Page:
Chinese venture capitalists warn IPO freeze will hit innovation

By Thomson Reuters May 10, 2024 | 1:56 AM

SHANGHAI (Reuters) – Chinese venture capitalists have warned the country’s IPO freeze is starving tech startups of funds by keeping market participants locked into existing investments, undermining Beijing’s current push to lift innovation in the economy.

Venture capital firms said at the three-day ChinaVenture Investment Conference in Shanghai that they were struggling to recoup investment through the traditional route of initial public offerings.

The rare public criticism of regulation at the high-profile annual industry summit comes amid increased official scrutiny of new listings aimed at reviving the secondary market by slowing the pace of public share sales.

“The biggest problem is exit,” Deng Feng, founding partner of Northern Light, told the conference, which ends on Friday.

It will lead to an investment drought for start-ups, he said, adding “it’s a very big issue that will impact China’s technology innovation.”

Total funds raised via IPOs in mainland China plunged nearly 90% to $2.6 billion for the first four months of the year, the lowest since 2013, according to LSEG data. More than 130 Chinese IPO candidates have terminated listing plans so far this year, exchange data shows.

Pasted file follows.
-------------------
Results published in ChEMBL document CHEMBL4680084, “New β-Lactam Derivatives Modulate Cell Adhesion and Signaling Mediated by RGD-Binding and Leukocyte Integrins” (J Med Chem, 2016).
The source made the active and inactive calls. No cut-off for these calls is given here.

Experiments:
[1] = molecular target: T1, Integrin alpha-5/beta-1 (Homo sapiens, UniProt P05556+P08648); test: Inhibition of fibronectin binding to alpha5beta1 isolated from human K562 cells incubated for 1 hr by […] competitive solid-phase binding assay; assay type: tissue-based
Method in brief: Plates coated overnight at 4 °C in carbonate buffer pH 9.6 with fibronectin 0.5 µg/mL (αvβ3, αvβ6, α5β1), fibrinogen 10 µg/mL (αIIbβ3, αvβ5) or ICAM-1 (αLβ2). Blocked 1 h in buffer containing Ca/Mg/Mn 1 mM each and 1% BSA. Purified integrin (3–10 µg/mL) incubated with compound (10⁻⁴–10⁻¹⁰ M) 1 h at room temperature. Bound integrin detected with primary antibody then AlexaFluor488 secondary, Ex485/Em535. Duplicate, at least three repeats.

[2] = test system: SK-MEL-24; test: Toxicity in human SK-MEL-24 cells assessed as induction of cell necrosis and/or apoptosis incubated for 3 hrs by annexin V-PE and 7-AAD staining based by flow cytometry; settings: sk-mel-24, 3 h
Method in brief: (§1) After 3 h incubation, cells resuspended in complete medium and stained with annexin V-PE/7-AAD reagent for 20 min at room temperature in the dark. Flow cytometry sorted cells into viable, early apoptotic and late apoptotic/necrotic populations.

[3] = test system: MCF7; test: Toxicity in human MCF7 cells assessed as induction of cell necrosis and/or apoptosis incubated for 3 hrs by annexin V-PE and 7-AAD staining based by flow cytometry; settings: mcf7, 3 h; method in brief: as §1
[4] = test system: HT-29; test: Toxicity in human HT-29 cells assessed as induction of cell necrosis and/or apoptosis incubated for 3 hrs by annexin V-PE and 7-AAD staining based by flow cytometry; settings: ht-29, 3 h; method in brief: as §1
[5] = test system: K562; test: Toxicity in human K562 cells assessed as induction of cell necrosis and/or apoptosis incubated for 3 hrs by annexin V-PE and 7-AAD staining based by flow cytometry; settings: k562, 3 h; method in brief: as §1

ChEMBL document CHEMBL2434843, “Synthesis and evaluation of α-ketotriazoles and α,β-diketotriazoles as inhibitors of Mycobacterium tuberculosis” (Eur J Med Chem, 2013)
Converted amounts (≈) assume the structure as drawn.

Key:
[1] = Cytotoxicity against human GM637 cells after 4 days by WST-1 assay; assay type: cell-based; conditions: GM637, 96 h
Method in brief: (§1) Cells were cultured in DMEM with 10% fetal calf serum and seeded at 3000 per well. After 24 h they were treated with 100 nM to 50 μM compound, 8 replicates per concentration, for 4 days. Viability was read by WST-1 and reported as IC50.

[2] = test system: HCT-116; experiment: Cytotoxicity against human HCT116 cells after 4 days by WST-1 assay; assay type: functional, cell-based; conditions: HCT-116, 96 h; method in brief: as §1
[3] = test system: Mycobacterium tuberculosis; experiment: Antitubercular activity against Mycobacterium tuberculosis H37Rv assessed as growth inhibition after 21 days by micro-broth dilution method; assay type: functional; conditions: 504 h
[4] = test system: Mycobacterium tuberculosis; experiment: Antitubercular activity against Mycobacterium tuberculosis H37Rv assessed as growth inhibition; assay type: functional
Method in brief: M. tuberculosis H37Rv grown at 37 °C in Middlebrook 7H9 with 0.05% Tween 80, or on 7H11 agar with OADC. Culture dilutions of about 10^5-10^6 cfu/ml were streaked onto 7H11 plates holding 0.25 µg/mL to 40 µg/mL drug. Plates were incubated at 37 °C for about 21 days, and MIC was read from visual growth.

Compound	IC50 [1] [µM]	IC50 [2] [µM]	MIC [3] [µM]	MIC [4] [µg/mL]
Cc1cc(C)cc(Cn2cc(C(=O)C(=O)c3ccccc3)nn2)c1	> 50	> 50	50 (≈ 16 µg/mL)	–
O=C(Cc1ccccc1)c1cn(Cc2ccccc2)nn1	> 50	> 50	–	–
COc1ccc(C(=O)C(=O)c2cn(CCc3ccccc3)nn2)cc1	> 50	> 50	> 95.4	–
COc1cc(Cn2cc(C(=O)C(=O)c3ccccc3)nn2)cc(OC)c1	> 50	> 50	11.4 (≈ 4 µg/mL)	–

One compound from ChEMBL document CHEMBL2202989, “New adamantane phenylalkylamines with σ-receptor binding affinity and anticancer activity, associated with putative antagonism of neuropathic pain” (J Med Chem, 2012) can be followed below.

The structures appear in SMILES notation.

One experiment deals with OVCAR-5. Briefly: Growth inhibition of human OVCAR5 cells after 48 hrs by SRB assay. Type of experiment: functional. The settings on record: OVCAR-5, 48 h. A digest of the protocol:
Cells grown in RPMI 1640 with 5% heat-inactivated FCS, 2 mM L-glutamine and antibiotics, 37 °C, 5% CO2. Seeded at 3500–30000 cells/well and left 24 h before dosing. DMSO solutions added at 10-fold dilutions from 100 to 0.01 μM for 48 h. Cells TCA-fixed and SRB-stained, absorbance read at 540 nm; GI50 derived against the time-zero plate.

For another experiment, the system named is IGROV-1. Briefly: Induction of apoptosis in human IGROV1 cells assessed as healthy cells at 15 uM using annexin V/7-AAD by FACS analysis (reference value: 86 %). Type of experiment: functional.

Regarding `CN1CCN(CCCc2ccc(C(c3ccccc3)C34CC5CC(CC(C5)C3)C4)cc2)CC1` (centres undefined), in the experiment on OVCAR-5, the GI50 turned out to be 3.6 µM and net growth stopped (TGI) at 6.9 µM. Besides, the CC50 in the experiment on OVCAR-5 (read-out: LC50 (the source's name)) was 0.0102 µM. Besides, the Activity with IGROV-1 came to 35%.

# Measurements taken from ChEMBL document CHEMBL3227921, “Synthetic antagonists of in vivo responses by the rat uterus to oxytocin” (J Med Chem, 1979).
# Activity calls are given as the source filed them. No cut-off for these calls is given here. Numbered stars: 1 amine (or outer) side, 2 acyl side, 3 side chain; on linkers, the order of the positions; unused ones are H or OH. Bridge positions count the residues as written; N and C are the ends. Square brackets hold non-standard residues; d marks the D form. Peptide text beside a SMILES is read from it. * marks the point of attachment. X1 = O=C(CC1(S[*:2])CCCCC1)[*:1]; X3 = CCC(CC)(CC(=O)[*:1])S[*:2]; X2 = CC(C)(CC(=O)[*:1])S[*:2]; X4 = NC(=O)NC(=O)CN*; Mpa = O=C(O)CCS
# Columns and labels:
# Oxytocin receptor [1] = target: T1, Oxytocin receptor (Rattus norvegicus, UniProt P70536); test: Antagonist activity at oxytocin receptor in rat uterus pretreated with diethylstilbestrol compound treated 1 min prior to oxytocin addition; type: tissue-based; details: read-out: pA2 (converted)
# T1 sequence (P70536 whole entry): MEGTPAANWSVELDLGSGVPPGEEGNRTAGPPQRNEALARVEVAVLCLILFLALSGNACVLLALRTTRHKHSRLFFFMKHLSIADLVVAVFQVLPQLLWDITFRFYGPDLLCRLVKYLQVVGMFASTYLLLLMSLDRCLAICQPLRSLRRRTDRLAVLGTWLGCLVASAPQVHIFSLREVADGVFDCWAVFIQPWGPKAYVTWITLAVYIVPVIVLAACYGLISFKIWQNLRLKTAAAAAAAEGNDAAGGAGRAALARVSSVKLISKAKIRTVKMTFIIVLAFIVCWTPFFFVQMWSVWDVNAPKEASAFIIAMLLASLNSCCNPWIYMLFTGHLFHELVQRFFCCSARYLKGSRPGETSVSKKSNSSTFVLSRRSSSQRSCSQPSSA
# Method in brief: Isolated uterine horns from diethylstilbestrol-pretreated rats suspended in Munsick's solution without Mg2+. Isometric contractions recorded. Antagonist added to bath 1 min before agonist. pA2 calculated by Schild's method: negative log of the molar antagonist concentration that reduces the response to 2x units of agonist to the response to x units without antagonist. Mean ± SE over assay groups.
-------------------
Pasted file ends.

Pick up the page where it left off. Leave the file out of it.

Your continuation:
China’s venture capitalists already face a slowing economy and geopolitical tensions that have made tech investment and offshore company listings difficult.

ChinaVenture Investment Consulting chief executive Yang Xiaolei said various policies to support the secondary market have been “upending the primary market.”

The China Securities Regulatory Commission (CSRC) didn’t immediately respond to Reuters’ request for comments.

Chinese VCs are becoming increasingly pessimistic, a survey by ChinaVenture shows. Most respondents cite policy uncertainty as the industry’s biggest threat and a majority have started cutting staff.

Andrew Yan, managing partner of SAIF, a China-focused private equity investor that manages over $5 billion, said policy missteps would be more harmful than market dysfunction.

Northern Light’s Deng called on the government to unveil detailed policies to support the struggling VC industry.

The Politburo of the Communist Party, the top decision-making body, said on April 30 China should promote venture investment and bolster long-term capital.

“These slogans are absolutely right, but how to turn them into concrete measures?” Deng said, urging the industry to make united calls for support.

ChinaVenture’s Yang echoed those pleas during the conference.

“We really hope that the government and regulators can attach importance to the primary market, treat it well and listen to its voice,” Yang said.

($1 = 7.2258 Chinese yuan)

(Reporting by Shanghai Newsroom; Editing by Sam Holmes)